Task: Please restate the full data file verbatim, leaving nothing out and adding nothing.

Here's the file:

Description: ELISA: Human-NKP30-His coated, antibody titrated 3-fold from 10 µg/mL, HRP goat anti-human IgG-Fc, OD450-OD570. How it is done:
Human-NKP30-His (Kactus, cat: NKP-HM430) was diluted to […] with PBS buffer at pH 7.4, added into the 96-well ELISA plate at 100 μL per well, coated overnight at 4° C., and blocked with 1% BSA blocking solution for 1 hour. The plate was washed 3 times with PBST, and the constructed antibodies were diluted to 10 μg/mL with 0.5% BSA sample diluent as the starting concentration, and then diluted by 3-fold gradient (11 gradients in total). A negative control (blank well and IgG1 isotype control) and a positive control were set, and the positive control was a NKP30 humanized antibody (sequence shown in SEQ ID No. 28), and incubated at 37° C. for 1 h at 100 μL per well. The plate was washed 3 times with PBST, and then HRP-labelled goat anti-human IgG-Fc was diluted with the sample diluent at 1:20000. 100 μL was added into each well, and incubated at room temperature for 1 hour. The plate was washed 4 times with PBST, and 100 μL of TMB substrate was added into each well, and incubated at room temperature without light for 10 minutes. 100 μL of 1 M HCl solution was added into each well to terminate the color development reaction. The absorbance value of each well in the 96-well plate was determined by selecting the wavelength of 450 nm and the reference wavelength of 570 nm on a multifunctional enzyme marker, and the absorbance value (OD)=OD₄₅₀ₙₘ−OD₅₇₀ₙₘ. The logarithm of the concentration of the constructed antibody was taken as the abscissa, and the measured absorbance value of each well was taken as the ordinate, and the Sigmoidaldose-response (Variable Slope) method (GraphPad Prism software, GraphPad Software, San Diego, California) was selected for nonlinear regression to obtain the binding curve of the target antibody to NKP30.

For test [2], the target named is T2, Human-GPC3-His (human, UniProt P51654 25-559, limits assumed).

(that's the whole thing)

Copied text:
Description: ELISA: Human-NKP30-His coated, antibody titrated 3-fold from 10 µg/mL, HRP goat anti-human IgG-Fc, OD450-OD570. How it is done:
Human-NKP30-His (Kactus, cat: NKP-HM430) was diluted to […] with PBS buffer at pH 7.4, added into the 96-well ELISA plate at 100 μL per well, coated overnight at 4° C., and blocked with 1% BSA blocking solution for 1 hour. The plate was washed 3 times with PBST, and the constructed antibodies were diluted to 10 μg/mL with 0.5% BSA sample diluent as the starting concentration, and then diluted by 3-fold gradient (11 gradients in total). A negative control (blank well and IgG1 isotype control) and a positive control were set, and the positive control was a NKP30 humanized antibody (sequence shown in SEQ ID No. 28), and incubated at 37° C. for 1 h at 100 μL per well. The plate was washed 3 times with PBST, and then HRP-labelled goat anti-human IgG-Fc was diluted with the sample diluent at 1:20000. 100 μL was added into each well, and incubated at room temperature for 1 hour. The plate was washed 4 times with PBST, and 100 μL of TMB substrate was added into each well, and incubated at room temperature without light for 10 minutes. 100 μL of 1 M HCl solution was added into each well to terminate the color development reaction. The absorbance value of each well in the 96-well plate was determined by selecting the wavelength of 450 nm and the reference wavelength of 570 nm on a multifunctional enzyme marker, and the absorbance value (OD)=OD₄₅₀ₙₘ−OD₅₇₀ₙₘ. The logarithm of the concentration of the constructed antibody was taken as the abscissa, and the measured absorbance value of each well was taken as the ordinate, and the Sigmoidaldose-response (Variable Slope) method (GraphPad Prism software, GraphPad Software, San Diego, California) was selected for nonlinear regression to obtain the binding curve of the target antibody to NKP30.

For test [2], the target named is T2, Human-GPC3-His (human, UniProt P51654 25-559, limits assumed).